> Members of the Commission on Economic and Community Development's advisory board will be in town to hear local importance of being included in telecommunication upgrades
A meeting to take up the issue of local telecommunication needs has been scheduled for later this week.
The Chamber of Commerce has issued a call to business, government, and community members to attend a one hour session on Thursday, March 15, to make clear the need for telecommunications in Prineville and Crook County to an Advisory Board for the Commission on Economic and Community Development.
Last month, the Commission directed the advisory board for the telecommunication legislation, Senate Bill 622, to seek input from affected communities. Senate Bill 622 stipulated that in exchange for deregulation, US West now known as QWest, would invest 70 million dollars into a state-wide telecommunications infrastructure. One of the provisions was to particularly link rural areas around the state.
Round one applications resulted in the Commission authorizing five major fiber optic rings around the state. Chamber of Commerce Director Diane Bohle said that while this is good news, there is lingering concern that Crook County and Prineville will still not have a back-up protection system if the main fiber optic system is cut or goes down.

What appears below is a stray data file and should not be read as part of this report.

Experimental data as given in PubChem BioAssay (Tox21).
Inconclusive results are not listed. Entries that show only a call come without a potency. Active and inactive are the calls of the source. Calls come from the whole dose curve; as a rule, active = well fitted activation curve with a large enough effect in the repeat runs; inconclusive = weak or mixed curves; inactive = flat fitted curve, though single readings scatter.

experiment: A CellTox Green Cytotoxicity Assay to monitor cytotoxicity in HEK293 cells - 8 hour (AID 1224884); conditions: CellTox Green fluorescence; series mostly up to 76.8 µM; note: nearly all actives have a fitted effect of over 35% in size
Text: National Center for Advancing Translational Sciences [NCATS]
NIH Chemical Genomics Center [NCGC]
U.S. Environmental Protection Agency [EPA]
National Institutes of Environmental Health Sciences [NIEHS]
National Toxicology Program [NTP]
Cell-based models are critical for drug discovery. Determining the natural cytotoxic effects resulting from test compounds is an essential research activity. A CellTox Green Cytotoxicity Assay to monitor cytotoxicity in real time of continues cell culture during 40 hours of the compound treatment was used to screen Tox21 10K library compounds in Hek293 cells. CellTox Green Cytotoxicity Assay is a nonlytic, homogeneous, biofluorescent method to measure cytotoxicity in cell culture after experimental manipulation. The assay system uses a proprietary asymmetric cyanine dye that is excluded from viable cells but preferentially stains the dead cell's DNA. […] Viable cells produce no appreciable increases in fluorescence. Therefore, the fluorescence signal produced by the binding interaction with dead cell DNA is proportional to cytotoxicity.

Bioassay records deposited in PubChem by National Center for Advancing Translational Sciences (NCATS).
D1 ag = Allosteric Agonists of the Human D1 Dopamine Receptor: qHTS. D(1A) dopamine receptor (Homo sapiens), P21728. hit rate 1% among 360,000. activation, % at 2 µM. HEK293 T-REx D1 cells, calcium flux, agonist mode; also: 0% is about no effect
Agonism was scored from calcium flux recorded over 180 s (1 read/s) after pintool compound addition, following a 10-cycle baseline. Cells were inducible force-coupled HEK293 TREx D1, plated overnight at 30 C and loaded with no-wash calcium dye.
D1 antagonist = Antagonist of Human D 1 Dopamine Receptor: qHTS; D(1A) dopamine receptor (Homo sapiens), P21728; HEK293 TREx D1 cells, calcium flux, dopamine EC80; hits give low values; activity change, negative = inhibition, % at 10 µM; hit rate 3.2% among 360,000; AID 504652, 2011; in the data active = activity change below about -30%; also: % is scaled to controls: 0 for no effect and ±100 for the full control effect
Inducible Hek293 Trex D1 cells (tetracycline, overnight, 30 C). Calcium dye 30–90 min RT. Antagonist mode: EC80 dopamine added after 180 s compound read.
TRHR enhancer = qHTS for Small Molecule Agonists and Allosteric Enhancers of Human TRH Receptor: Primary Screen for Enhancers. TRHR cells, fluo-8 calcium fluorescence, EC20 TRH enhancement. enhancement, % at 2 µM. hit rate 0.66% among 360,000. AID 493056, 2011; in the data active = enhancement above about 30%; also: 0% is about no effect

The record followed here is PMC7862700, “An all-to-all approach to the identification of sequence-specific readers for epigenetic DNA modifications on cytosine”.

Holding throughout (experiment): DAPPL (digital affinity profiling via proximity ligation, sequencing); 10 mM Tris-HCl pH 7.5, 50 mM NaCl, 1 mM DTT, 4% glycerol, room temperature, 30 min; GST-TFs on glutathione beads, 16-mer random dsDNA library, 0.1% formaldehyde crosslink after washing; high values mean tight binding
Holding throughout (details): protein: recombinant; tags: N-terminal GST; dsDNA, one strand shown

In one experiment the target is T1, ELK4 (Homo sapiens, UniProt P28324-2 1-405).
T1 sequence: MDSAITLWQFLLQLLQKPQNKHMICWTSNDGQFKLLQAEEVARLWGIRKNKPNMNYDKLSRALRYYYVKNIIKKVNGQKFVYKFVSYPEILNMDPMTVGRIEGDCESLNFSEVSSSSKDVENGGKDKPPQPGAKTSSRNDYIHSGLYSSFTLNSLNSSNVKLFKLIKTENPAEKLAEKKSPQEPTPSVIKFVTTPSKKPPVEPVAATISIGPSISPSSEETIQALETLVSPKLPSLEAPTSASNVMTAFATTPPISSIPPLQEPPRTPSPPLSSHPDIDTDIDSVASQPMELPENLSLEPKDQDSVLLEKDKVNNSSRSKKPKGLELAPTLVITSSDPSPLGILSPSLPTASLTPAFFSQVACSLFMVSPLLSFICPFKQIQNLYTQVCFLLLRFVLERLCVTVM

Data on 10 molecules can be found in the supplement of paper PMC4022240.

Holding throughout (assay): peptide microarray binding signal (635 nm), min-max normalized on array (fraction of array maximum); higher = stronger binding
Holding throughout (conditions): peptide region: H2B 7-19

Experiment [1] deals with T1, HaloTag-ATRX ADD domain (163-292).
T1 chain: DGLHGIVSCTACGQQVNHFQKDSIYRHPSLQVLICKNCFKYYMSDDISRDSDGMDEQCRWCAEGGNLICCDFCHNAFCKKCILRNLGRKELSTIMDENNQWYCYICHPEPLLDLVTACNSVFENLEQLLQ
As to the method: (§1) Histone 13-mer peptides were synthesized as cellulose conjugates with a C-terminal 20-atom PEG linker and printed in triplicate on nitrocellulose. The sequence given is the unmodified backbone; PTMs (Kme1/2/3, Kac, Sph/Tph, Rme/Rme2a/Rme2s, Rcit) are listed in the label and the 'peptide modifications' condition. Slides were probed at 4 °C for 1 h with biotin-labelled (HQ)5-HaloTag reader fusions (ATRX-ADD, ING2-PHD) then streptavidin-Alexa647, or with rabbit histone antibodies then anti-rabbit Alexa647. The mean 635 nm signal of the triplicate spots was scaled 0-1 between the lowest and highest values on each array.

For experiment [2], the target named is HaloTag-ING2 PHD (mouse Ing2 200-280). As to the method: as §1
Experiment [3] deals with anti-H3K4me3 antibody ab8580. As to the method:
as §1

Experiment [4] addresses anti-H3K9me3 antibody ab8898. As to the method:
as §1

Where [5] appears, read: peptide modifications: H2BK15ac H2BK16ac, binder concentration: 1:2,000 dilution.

The second round of applications would solve that issue as it includes a mini-ring to give Prineville and Crook County redundancy. Redundancy means that there would be a back up mechanism for the area's telecommunications system. Also included in the second round application are requests for voice mail and DSL systems.
The second round of applications for telecommunications services for Prineville and Crook County was part of a regional application. The problem, Bohle commented, "is that the second round regional application received a poor rating. It was rated last of all the applications by the Advisory Board. In February, Crook County Judge Scott Cooper and I traveled to Salem to testify to the Commission asking for them to reconsider the Advisory Board's first round of recommendations and ask for public process. Our requests were heard and emphasized by the letters I handed the Commissioners from 60 Chamber businesses.
As a result of that meeting, the Commission directed the Advisory Board to seek public input from affected communities." From that direction, Thursday's meeting was scheduled.
Bohle and Cooper attended another meeting last week with the same Advisory Board in Bend. Bohle said "At that meeting it became clear that we need to show up in force on Thursday, and voice our needs and priorities for telecommunications for Prineville and Crook County."
Prineville needs public input to offset the poor rating our application received, she continued. "It is critical that each of the 60 businesses who wrote letters to the Commission attend the public session.
At the meeting on Thursday, we need to put faces and voices behind the letters we handed to the Commission.
We need to tell them, face to face, why we need a fiber-optic mini-ring, voice mail and DSL services. Fiber optic telecommunications systems are critical to support key parts of infrastructure such as government, hospital, education and business communications systems."
The meeting will be held at the Prineville Fire Hall, beginning at 10 a.m. All interested members of the public are urged to attend and to voice their belief in the importance to the local economy. For more information, contact Bohle at the Chamber of Commerce office, 447-6304.